On Monday, the Torts Claimants Committee, the official body chosen to represent abuse survivors in the case, filed an objection to the Scouts’ latest bankruptcy reorganization plan, saying it "minimizes the organization’s history of failing to protect children from sexual predators.".
Comprised of nine men who say they were abused as children at the hands of Scout leaders, the committee said it has concluded over hours of meetings that "the Boy Scouts is either tone deaf or purposely minimizing the childhood sexual abuse claims that led to this Chapter 11 case.".
"The Boy Scouts of America filed for Chapter 11 bankruptcy to achieve two key imperatives: equitably compensate survivors who were harmed during their time in Scouting and continue to carry out Scouting’s mission for years to come," the organization said in a recent statement.
The growing tensions and costs of the largest sexual abuse bankruptcy case in history have spilled over to some of the country’s largest insurance companies, threatening the solvency of one and potentially ensnaring thousands of troop-sponsoring organizations, including the Mormon and Methodist churches. .
The objection filed by the Torts Claimants Committee details how difficult it will be for Boy Scouts to get the approval of survivors – a necessary step for the organization to re-emerge from bankruptcy as a viable entity.
In a brief filed Thursday, Mones said his clients have strong cases against local councils, which he and other survivors’ attorneys have long said will need to make significant contributions to a trust for survivors to gain support for a reorganization plan. .
Law firm Pfau Cochran Vertetis Amala PLLC (PCVA) also filed an objection on Friday detailing similar cases in which Scouts, councils and sponsoring organizations knew of confirmed or suspected abuse but failed to stop it.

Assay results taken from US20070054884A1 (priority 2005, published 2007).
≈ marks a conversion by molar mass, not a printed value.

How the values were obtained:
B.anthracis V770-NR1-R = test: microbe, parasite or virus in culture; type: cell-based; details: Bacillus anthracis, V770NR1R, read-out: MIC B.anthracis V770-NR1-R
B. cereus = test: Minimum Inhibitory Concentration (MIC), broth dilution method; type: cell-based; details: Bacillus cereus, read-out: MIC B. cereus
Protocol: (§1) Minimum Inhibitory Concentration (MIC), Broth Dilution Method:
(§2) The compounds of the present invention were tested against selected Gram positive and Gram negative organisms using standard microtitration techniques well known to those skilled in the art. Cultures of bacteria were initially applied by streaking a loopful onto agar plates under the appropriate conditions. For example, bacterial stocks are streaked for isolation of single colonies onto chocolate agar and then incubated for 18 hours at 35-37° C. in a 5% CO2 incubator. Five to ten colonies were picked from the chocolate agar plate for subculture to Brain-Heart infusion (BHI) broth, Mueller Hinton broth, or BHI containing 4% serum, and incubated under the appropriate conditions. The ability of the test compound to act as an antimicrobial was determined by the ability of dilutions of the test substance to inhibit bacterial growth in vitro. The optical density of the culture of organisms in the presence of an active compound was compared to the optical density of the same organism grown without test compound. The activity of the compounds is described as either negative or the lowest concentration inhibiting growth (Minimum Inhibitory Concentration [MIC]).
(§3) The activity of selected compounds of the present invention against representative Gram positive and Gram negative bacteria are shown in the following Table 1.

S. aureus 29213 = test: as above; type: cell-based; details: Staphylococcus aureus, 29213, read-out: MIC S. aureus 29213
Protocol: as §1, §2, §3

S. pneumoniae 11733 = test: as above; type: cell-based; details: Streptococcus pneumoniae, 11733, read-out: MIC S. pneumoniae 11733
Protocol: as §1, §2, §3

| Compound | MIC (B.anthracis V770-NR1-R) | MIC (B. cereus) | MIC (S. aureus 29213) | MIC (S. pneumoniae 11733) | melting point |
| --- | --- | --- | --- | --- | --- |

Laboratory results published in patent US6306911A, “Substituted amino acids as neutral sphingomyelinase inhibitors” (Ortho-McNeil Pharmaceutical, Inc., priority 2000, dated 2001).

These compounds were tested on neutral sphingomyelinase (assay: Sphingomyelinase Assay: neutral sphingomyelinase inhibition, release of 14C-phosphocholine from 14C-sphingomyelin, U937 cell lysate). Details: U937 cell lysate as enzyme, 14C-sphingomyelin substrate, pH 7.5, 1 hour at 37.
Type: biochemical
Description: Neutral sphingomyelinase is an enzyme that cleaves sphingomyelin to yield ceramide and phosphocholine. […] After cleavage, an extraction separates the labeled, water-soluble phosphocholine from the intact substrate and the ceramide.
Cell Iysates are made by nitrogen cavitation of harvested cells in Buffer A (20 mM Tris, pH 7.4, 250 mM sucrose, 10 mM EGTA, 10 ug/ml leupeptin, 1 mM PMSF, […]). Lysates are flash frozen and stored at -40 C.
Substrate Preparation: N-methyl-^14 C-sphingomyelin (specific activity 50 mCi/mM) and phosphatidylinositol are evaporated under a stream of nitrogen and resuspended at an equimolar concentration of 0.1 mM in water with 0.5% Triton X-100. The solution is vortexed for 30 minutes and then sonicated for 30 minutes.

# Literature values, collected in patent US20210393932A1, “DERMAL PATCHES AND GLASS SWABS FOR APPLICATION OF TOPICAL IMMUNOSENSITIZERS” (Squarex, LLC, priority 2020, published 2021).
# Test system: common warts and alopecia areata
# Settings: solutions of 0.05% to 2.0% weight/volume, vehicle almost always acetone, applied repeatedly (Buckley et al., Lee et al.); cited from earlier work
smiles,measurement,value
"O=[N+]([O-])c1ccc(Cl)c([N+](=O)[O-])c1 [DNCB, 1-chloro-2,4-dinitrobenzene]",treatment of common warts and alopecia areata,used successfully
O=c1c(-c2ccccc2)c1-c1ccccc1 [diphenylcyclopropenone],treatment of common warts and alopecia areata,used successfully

The Mormon church also filed an objection to the Boy Scouts’ plan, which was joined by the Methodist Church
In it, the Mormon church said that it had a long history with the Scouting organization, which it believed would take responsibility for any injuries or wrongdoing relating to Scouting activities
Many held dozens of policies over the years insuring the nonprofit for damages, including those arising from sexual abuse, which have long been expected to help fund a trust for survivors in addition to cash and other assets from the Boy Scouts
Century, Hartford and other insurers have pushed for more discovery in the case to determine the validity of claims, citing the high numbers of victims added by law firms right before the November bankruptcy filing deadline
In objections filed with the court, insurers said advertising campaigns "resulted in an astonishing, 55-fold increase in pending claims against the Boy Scouts," noting that the Scouts initially said it faced 275 current cases and anticipated another 1,400
The Torts Claimants Committee said in its objection that questioning the validity of claims is merely another effort to protect Boy Scouts and their insurers financially
"The Boy Scouts, Local Councils, Chartered Organizations, and their respective insurance carriers self-servingly speculate regarding unproven fraud (to justify the incredibly low values they propose to pay to Survivors)," the committee wrote, "rather than recognizing that a fulsome notice program and real statute of limitations reform is finally forcing them to account for the sordid history of Boy Scouts sexual abuse."